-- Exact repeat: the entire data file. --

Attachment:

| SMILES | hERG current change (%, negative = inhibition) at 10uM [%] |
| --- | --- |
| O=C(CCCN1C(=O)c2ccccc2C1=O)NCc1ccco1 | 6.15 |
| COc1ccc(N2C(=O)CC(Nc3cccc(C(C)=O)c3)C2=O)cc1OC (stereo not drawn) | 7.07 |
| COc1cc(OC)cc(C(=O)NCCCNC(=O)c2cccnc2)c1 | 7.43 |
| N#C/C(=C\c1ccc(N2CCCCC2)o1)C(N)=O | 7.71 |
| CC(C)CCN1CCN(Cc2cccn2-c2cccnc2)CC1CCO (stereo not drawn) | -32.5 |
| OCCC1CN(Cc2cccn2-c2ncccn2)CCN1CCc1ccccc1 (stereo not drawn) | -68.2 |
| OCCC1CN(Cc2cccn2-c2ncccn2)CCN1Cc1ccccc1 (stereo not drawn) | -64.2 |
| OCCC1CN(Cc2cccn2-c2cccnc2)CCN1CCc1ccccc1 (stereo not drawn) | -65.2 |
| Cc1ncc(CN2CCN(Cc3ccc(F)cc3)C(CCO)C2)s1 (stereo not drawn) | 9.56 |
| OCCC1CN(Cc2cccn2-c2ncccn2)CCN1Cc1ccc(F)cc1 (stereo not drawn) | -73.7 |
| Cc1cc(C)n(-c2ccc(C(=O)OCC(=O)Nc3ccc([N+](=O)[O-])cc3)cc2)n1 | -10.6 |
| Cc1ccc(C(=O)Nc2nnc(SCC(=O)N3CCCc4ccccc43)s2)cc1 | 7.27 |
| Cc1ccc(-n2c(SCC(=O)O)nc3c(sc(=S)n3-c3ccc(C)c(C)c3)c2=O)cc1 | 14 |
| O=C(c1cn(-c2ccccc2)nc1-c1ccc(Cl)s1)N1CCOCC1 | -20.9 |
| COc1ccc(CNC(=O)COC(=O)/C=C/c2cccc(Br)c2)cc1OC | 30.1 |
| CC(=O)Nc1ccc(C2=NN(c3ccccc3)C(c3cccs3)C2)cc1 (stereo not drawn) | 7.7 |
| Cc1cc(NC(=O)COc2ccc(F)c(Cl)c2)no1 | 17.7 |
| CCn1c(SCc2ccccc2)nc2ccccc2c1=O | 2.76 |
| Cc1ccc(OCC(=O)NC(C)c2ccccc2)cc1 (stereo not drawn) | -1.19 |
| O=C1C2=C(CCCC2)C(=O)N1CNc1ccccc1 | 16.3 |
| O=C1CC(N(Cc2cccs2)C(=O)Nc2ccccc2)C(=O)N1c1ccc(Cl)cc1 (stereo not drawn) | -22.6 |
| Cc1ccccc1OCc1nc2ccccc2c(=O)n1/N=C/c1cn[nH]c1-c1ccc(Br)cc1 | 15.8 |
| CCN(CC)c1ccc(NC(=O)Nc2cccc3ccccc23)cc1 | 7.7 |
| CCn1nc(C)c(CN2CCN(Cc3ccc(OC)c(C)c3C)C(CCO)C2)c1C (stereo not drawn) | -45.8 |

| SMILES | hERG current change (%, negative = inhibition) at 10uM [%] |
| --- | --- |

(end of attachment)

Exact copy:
| SMILES | hERG current change (%, negative = inhibition) at 10uM [%] |
| --- | --- |
| O=C(CCCN1C(=O)c2ccccc2C1=O)NCc1ccco1 | 6.15 |
| COc1ccc(N2C(=O)CC(Nc3cccc(C(C)=O)c3)C2=O)cc1OC (stereo not drawn) | 7.07 |
| COc1cc(OC)cc(C(=O)NCCCNC(=O)c2cccnc2)c1 | 7.43 |
| N#C/C(=C\c1ccc(N2CCCCC2)o1)C(N)=O | 7.71 |
| CC(C)CCN1CCN(Cc2cccn2-c2cccnc2)CC1CCO (stereo not drawn) | -32.5 |
| OCCC1CN(Cc2cccn2-c2ncccn2)CCN1CCc1ccccc1 (stereo not drawn) | -68.2 |
| OCCC1CN(Cc2cccn2-c2ncccn2)CCN1Cc1ccccc1 (stereo not drawn) | -64.2 |
| OCCC1CN(Cc2cccn2-c2cccnc2)CCN1CCc1ccccc1 (stereo not drawn) | -65.2 |
| Cc1ncc(CN2CCN(Cc3ccc(F)cc3)C(CCO)C2)s1 (stereo not drawn) | 9.56 |
| OCCC1CN(Cc2cccn2-c2ncccn2)CCN1Cc1ccc(F)cc1 (stereo not drawn) | -73.7 |
| Cc1cc(C)n(-c2ccc(C(=O)OCC(=O)Nc3ccc([N+](=O)[O-])cc3)cc2)n1 | -10.6 |
| Cc1ccc(C(=O)Nc2nnc(SCC(=O)N3CCCc4ccccc43)s2)cc1 | 7.27 |
| Cc1ccc(-n2c(SCC(=O)O)nc3c(sc(=S)n3-c3ccc(C)c(C)c3)c2=O)cc1 | 14 |
| O=C(c1cn(-c2ccccc2)nc1-c1ccc(Cl)s1)N1CCOCC1 | -20.9 |
| COc1ccc(CNC(=O)COC(=O)/C=C/c2cccc(Br)c2)cc1OC | 30.1 |
| CC(=O)Nc1ccc(C2=NN(c3ccccc3)C(c3cccs3)C2)cc1 (stereo not drawn) | 7.7 |
| Cc1cc(NC(=O)COc2ccc(F)c(Cl)c2)no1 | 17.7 |
| CCn1c(SCc2ccccc2)nc2ccccc2c1=O | 2.76 |
| Cc1ccc(OCC(=O)NC(C)c2ccccc2)cc1 (stereo not drawn) | -1.19 |
| O=C1C2=C(CCCC2)C(=O)N1CNc1ccccc1 | 16.3 |
| O=C1CC(N(Cc2cccs2)C(=O)Nc2ccccc2)C(=O)N1c1ccc(Cl)cc1 (stereo not drawn) | -22.6 |
| Cc1ccccc1OCc1nc2ccccc2c(=O)n1/N=C/c1cn[nH]c1-c1ccc(Br)cc1 | 15.8 |
| CCN(CC)c1ccc(NC(=O)Nc2cccc3ccccc23)cc1 | 7.7 |
| CCn1nc(C)c(CN2CCN(Cc3ccc(OC)c(C)c3C)C(CCO)C2)c1C (stereo not drawn) | -45.8 |

| SMILES | hERG current change (%, negative = inhibition) at 10uM [%] |
| --- | --- |